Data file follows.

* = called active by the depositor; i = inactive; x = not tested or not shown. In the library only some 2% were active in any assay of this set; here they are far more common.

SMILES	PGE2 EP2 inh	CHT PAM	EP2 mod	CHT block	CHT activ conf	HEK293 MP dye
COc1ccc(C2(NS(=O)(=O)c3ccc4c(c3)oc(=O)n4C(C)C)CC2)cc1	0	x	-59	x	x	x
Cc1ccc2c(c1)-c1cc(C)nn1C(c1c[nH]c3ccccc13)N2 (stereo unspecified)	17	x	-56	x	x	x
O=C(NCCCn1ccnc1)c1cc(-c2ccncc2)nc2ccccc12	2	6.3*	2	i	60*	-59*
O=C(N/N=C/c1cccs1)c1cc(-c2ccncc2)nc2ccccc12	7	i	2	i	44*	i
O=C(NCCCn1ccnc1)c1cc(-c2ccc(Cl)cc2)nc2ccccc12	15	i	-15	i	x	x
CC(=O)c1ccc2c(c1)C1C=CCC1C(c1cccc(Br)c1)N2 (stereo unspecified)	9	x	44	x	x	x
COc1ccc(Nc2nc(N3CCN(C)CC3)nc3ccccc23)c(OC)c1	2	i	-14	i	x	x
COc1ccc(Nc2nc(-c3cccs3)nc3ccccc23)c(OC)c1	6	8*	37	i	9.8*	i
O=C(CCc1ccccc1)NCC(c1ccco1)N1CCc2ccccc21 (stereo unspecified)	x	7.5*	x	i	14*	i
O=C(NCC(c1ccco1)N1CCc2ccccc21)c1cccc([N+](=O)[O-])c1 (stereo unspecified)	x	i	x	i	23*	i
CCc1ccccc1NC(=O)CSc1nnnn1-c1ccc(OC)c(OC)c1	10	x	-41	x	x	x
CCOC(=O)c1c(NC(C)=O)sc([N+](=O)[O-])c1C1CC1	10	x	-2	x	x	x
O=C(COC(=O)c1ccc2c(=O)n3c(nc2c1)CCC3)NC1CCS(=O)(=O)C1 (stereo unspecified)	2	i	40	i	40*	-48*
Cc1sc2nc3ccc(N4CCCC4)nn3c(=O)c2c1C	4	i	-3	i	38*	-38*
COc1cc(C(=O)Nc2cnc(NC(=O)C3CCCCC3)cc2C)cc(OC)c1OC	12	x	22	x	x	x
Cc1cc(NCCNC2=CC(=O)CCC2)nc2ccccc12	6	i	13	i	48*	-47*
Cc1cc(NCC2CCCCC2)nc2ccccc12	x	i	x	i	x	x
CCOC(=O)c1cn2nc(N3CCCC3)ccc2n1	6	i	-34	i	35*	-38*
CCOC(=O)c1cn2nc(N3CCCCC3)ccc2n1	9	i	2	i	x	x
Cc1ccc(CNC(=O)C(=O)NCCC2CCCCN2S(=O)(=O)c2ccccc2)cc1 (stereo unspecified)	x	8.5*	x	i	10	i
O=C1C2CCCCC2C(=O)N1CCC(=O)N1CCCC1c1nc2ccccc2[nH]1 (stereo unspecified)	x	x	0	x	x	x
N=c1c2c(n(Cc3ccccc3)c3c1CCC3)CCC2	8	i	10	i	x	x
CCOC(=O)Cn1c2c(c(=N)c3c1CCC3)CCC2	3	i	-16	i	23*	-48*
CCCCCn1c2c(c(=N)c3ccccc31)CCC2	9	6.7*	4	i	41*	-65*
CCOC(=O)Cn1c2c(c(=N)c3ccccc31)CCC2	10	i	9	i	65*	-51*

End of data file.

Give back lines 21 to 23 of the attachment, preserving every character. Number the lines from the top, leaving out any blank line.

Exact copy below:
CCOC(=O)c1cn2nc(N3CCCCC3)ccc2n1	9	i	2	i	x	x
Cc1ccc(CNC(=O)C(=O)NCCC2CCCCN2S(=O)(=O)c2ccccc2)cc1 (stereo unspecified)	x	8.5*	x	i	10	i
O=C1C2CCCCC2C(=O)N1CCC(=O)N1CCCC1c1nc2ccccc2[nH]1 (stereo unspecified)	x	x	0	x	x	x